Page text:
Poetry Sunday: A Proposal by Carl Dennis

Variety is the spice of life we say. And there is certainly truth in that, but sometimes there may be something to be said for sameness as well. Carl Dennis says it with this poem. A Proposal by Carl Dennis Why don’t we set aside for a day Our search for variety and have lunch At the same café where we had lunch yesterday And order the same avocado and Gouda sandwich On whole wheat bread, toasted and buttered? Why don’t we stroll again after lunch To the river and back? I’ll be glad to interpret Your wearing the blouse you wore yesterday As a sign you’re still the person I think you are, That this is the walk you want to take, The one you didn’t get your fill of before. And later, why don’t we hope for a sunset That duplicates the valiant effort of yesterday: Enough clouds for the light to play with, Despite a haze that dims the hues? Isn’t the insight worth repeating That the end of the day may show itself To be just as colorful as the beginning, That a fine beginning isn

This week in birds - #379

A roundup of the week's news of birds and the environment : As Thanksgiving approaches, our thoughts turn to turkey. Here, two wary Wild Turkeys keep their eyes on me as I take their photograph at Aransas National Wildlife Refuge on the Texas Coast. They will not be gracing anyone's holiday feast! *~*~*~* Deforestation of the Brazilian Amazon has hit the highest annual level in a decade, according to new government data which highlights the impact Brazil's new right-wing president  has made on the world’s biggest rainforest.  The new numbers show almost 10,000 sq kms were lost from the beginning of this year to August. The "lungs of the planet" are being slowly destroyed. *~*~*~* California governor, Gavin Newsom, has placed a moratorium on new permits for potentially dangerous oil drilling techniques, which officials said are linked to illegal spills across the Central Valley of the state. The temporary ban on new permits for steam injection and fr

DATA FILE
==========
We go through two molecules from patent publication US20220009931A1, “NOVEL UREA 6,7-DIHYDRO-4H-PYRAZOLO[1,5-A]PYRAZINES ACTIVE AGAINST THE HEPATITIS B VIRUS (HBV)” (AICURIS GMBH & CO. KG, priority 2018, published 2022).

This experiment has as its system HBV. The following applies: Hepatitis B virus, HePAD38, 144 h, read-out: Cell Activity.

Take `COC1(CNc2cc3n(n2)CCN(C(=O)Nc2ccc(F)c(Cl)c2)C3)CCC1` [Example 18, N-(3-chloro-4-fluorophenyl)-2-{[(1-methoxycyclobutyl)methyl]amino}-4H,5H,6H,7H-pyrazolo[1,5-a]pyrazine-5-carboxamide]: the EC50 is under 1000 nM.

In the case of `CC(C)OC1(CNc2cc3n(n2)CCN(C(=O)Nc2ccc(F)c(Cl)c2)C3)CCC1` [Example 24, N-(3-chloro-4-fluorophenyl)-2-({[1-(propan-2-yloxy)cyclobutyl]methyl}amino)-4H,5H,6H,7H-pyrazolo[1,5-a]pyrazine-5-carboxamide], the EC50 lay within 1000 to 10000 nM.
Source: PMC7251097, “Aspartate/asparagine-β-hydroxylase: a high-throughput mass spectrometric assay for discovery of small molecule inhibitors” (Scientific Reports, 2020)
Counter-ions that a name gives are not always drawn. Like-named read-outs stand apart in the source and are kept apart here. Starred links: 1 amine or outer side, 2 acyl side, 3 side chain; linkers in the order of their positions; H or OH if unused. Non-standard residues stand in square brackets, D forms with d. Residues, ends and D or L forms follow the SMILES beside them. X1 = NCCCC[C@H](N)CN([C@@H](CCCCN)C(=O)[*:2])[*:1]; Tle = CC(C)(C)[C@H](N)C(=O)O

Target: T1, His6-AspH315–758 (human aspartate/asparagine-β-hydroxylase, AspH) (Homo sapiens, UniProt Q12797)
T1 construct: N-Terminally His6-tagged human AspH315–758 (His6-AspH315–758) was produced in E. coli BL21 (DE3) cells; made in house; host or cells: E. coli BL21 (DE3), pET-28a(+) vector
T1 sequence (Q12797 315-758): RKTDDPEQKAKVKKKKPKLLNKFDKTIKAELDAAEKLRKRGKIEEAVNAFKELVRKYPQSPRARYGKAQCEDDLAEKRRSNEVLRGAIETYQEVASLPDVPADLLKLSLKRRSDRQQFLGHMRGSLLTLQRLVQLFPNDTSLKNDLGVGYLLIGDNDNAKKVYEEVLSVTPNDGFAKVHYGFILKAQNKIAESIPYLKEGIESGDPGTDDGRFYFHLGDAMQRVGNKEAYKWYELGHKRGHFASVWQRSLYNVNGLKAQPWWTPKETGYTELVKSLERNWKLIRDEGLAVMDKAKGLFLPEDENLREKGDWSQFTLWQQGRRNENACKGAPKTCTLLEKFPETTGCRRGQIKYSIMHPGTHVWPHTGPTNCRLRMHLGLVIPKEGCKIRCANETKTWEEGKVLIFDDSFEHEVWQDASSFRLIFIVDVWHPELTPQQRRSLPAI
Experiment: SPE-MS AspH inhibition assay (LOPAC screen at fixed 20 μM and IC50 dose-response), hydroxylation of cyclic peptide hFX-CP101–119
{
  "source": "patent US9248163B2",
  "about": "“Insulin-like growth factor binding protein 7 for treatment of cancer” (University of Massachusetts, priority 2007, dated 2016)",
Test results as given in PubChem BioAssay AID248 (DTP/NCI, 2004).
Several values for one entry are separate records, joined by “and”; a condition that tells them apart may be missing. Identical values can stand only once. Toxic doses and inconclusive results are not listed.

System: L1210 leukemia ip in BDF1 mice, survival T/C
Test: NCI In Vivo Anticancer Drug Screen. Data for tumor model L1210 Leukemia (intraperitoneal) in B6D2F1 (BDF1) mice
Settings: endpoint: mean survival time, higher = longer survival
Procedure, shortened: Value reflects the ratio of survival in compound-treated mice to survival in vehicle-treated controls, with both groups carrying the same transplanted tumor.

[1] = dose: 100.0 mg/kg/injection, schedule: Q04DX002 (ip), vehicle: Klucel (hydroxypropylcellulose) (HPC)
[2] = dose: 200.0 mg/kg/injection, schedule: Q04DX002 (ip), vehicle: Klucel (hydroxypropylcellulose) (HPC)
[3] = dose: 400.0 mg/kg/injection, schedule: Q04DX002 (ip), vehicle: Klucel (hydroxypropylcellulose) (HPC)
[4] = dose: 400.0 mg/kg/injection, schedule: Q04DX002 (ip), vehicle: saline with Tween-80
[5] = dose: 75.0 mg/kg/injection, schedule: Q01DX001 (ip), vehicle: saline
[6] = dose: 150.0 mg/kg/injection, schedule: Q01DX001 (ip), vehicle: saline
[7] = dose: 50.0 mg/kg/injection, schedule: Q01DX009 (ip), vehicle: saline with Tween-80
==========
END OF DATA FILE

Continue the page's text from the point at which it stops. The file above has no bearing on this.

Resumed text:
Olive, Again by Elizabeth Strout: A review

I've sometimes thought that Maine would be a great place to live. Land of four seasons; summers that do not feature 100 degree days with 90% humidity and the threat of devastating hurricanes; autumns that feature brilliant colors; and winters with snow. Sounds ideal.  But then I think about all those white people who live there. Not that I'm prejudiced against white people; after all, I'm one of them. But I do enjoy living in a place where, on any given day, one might encounter any color and any language available in the human condition. Diversity rules! Still, Crosby, Maine sounds like an idyllic place and it does have its town character, Olive Kitteridge, to recommend it. Yes, I would love to live next door to Olive. She speaks her mind bluntly. She's irascible and does not suffer fools gladly. Or at all. In short, she is everything I aspire to be. Olive loves her home town, but she recognizes its lack of color diversity and is delighted that a group of Somali